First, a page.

By on June 26, 2012

ERIK BIRZULIS, Director of LANDAIR SURVEYS reports on the need to clarify what type of land you’re planning to utilise.

I was recently reminded about the importance of researching and understanding the status of public land and the potential impact this status can have on development of a site. By public land I am referring to Crown Land.

Just as it is vital during your planning phase to choose the right methods for surveying a site, determining how the land is owned and managed can have a significant impact on commitment of funds and potential usage.

At Landair Surveys we service a wide range of industries, and we have witnessed instances of difficulties resulting from inadequate research or forethought into the status of public land.

A recent workshop, on Leases and Licenses on Public Land, highlighted the importance of clarifying what type of land you’re planning to utilise. By clarifying the Crown Land status, you can determine how best to commit resources towards the most profitable use for your business.

Clearly it is important to seek qualified advice, as Crown Land law can be a complex area, however I have outlined below a relatively straight forward reference guide for assessing the land you are intending to utilise.


The default status of land is “unalienated and unreserved land of the Crown”. All land in Victoria once had this status. Approximately two thirds of land in Victoria has been alienated by Crown Grants to Freehold Land or alienated for a term as Leasehold Land. The remaining one third of Victoria is therefore Crown Land.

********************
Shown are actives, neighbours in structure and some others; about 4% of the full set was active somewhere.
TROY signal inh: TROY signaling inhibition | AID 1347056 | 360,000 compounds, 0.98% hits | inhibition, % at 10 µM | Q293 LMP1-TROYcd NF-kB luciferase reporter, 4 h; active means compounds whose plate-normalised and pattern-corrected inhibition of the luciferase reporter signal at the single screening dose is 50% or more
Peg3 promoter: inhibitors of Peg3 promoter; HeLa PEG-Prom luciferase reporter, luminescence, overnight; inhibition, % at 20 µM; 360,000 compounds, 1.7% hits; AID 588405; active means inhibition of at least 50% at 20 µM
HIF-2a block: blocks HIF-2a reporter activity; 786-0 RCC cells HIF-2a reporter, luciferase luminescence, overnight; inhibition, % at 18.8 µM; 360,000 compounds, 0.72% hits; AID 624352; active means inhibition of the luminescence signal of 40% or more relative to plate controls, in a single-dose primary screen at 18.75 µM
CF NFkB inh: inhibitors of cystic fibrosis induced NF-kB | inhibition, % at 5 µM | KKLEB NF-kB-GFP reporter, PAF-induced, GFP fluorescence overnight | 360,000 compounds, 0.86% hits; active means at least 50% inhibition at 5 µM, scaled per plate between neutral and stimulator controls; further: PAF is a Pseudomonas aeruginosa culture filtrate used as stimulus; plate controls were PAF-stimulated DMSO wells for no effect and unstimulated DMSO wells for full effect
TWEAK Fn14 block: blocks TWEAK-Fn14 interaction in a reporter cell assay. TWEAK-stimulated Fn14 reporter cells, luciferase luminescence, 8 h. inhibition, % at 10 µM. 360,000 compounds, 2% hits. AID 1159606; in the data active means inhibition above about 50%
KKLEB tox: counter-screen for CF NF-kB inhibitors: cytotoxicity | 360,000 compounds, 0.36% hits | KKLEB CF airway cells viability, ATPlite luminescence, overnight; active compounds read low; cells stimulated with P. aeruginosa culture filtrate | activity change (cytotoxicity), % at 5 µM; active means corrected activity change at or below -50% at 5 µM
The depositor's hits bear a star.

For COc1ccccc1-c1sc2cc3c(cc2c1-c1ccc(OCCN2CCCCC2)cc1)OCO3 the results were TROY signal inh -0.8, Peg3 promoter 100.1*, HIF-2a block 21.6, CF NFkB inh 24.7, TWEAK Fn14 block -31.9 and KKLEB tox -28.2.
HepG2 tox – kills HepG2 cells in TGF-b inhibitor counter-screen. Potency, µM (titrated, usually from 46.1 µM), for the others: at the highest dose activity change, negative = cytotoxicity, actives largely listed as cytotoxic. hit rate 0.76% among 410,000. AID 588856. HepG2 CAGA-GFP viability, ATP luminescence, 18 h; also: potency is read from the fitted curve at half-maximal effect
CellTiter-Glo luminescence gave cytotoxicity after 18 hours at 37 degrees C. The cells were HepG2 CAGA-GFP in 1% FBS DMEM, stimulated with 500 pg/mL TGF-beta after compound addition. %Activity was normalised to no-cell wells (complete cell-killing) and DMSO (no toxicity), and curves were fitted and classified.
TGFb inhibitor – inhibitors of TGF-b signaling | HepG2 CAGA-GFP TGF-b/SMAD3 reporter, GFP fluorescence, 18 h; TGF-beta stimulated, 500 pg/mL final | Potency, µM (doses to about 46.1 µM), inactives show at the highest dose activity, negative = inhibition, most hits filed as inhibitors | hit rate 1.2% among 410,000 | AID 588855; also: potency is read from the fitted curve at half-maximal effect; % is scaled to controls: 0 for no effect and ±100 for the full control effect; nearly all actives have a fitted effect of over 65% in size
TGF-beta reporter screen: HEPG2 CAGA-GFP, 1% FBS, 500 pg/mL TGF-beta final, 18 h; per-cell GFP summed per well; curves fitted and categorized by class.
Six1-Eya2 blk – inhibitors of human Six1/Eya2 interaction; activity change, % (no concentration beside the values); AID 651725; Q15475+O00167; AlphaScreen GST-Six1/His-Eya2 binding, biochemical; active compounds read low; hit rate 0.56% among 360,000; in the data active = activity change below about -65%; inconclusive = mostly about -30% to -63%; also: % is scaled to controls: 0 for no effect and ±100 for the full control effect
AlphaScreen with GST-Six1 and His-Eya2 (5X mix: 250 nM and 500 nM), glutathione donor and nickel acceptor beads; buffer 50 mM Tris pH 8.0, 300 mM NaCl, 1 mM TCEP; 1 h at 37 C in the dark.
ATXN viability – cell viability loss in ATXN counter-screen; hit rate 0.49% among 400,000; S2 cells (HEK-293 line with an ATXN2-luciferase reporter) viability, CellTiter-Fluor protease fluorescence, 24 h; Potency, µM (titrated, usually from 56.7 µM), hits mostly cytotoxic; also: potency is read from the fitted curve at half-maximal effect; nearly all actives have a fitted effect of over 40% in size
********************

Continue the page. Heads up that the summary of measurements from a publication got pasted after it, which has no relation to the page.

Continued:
Crown land can be:

  1. Unalienated Crown Land
  2. Reserved Crown Land
    (Temporary or Permanent Reserves)
  3. Government Road
  4. Vested Crown Land
    (vested to authorities such as Education, VicRoads, VicTrack etc.)
  5. Other forms such as
    a) National Parks
    b) Reserved Forest
    c) Coastal Crown Land
    d) One-off status such as the MCG.

The legal designation of Crown Land will determine the different land acts that govern it, which in turn impact the terms of use and lessee rights.


Crown land may be leased or licensed from the Crown. A lease grants exclusive possession of land to the lessee for a defined term. Whilst a license, generally allows nonexclusive use of land for a fixed term, and it does not convey an interest.

As such, a license would not be appropriate for the purposes of operating a quarry because it does not grant exclusive access to the land. However a license over adjoining Crown Land may be necessary for a quarry operator to use a water pipeline, for example.


The below table is a summary overview of typical Crown Land leases.

Two ministerial approvals are required for a lease on Reserved Crown Land, with the “grant and purpose” test determining whether the proposed purpose of the lease is detrimental to the purpose of the reserve or not. The terms and conditions of the lease must then be approved. Importantly, all commercial leases are subject to a market valuation by the Valuer General Victoria or a registered valuer.

Establishing rental levels are then based on either a revenue sharing model or a pricing formula. There can also be opportunities to negotiate, however isn’t a given and can only be determined on a case by case basis.

It is also important to note that Native Title can exist on Crown Land, and any leases will still be subject to the required approvals under the Planning and Environment Act as well as DPI conditions.

As mentioned above, Crown Land law can be a complicated area. To avoid potential complications, appropriate advice should be sought at an early stage for any proposed developments.

To discuss further, or for information on planning the most appropriate surveying solutions for your site, call Erik Birzulis at Landair Surveys on (03) 9887 2888 or e-mail

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